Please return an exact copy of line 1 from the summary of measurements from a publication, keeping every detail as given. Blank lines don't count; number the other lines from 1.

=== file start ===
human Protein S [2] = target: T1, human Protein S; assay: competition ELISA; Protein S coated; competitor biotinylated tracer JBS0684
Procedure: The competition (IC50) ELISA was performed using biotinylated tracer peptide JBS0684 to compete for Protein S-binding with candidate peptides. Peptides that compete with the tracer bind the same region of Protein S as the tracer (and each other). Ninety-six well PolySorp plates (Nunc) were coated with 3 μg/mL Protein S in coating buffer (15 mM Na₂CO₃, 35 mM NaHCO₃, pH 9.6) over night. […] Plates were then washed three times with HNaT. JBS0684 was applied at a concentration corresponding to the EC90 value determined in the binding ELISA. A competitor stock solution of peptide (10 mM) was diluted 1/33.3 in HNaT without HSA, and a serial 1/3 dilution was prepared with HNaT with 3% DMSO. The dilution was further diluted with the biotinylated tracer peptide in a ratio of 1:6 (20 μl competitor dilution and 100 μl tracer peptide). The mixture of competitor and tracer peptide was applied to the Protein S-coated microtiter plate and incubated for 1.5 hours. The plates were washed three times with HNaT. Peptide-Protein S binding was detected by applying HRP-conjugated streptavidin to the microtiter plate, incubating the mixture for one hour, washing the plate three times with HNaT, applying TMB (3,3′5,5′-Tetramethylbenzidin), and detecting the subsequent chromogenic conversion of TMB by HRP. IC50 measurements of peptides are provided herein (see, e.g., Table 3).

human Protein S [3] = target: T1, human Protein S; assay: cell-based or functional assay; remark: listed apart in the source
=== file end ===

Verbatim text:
human Protein S [2] = target: T1, human Protein S; assay: competition ELISA; Protein S coated; competitor biotinylated tracer JBS0684